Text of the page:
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New U.S. ambassador greeted warmly at U.N.

UNITED NATIONS — Linda Thomas-Greenfield presented her credentials as U.S. ambassador to the United Nations to Secretary-General Antonio Guterres on Thursday, officially taking on one of the most challenging jobs for the Biden administration of helping to restore the United States as a top multilateral player on the global stage after former President Donald Trump’s unilateral “America First” policy.

The longtime American career diplomat thanked President Joe Biden and Vice President Kamala Harris, who swore her in Wednesday, for choosing her for the “distinguished position.”

“That was made all the more wonderful because I knew you were here,” she told Guterres who served as the U.N.’s refugee chief before his election to the U.N. post. “I worked with you in the past on refugee issues so I’m looking forward very anxiously to getting to work and working on many of the key issues that we know are before the United Nations and we know that people around the globe are looking to us for.”

Guterres warmly welcomed Thomas-Greenfield, calling her a “distinguished global citizen” with great compassion for refugees.

Thomas-Greenfield and Guterres then moved to his private office on the 38th floor of U.N. headquarters overlooking New York’s East River for private talks.

She will be jumping right into her new job, tackling global peace and security issues with Russia, China and a dozen other countries because the United States takes over the rotating presidency of the powerful U.N. Security Council on Monday. And she might even decide to attend a council meeting today.

Russia’s deputy U.N. ambassador Dmitry Polyansky told a group of reporters Wednesday that “the red carpet” will be rolled out for Thomas-Greenfield and Moscow is ready to work with Biden’s administration — but “it takes two to tango.”

“We are looking forward to interactions with her,” he said. “You can count on our most favorable attitudes and positive emotions towards her as a member of our Security Council family.”

Noting Thomas-Greenfield’s decades as a U.S. diplomat, he said “it’s always easier to interact with professionals.”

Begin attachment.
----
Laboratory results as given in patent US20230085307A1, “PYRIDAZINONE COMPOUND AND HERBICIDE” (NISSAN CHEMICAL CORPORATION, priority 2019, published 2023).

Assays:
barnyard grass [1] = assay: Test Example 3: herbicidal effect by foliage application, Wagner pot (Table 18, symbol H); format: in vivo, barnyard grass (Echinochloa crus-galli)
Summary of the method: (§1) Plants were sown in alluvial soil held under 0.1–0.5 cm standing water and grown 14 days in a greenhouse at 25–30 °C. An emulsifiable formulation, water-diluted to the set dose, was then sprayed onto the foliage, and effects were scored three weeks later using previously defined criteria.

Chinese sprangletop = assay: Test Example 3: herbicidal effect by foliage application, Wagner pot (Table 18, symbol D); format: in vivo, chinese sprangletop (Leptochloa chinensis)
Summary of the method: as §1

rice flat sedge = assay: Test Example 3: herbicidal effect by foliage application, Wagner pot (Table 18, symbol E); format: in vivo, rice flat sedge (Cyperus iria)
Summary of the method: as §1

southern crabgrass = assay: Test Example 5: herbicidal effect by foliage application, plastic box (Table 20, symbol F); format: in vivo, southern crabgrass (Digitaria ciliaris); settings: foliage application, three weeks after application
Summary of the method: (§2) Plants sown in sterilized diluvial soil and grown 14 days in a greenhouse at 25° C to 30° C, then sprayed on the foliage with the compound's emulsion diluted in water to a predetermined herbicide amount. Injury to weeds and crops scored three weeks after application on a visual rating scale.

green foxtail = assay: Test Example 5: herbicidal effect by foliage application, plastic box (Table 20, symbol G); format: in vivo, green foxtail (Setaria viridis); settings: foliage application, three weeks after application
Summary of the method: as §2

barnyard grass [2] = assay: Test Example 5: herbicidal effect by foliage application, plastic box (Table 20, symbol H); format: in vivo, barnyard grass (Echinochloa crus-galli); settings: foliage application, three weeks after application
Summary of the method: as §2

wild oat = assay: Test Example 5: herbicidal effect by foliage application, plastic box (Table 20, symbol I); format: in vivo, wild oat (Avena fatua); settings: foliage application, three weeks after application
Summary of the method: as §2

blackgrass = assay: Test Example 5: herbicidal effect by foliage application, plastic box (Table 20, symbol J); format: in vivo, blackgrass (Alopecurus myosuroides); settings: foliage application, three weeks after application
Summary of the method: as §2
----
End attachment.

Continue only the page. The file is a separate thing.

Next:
But he said America’s view that Russia is “an enemy” and a “threat” hasn’t changed under Biden, so “it’s very difficult to imagine how the interaction with us might change with such starting points of the positions of the new administration.”

Nonetheless, Polyansky said, “there are a lot of things Russia and the United States can do together,” and “we will judge the new administration by what it does.”

“We’re in favor of cooperation,” he said. But “it takes two to tango, and really we’re ready to dance, but we need a good and reliable partner who knows all the moves and who respects us” as a country with certain positions, “doesn’t view us as a threat” and sees “our obvious national interests in many issues.”

Thomas-Greenfield, a retired 35-year veteran of the U.S. foreign service who rose to be assistant secretary of state for Africa, resigned during the Trump administration. She will be the third Black diplomat, and the second Black woman, to hold the U.N. post.

Her confirmation Tuesday was hailed by Democrats and advocates of the United Nations who had lamented Trump’s “America First” unilateral approach to international affairs and rejoiced at Biden’s return to multilateralism.

At the Senate hearing on her nomination, Thomas-Greenfield called China “a strategic adversary” that threatens the world, and called a speech she gave in 2019 that praised China’s initiatives in Africa but made no mention of its human rights abuses a mistake.

The Senate voted 78-20 to confirm her with Republican opponents saying she was soft on China and would not stand up for U.S. principles at the U.N.

Thomas-Greenfield said at the hearing that Washington will be working not only with allies “but to see where we can find common ground with the Russians and the Chinese to put more pressure on the Iranians to push them back into strict compliance” with the 2015…

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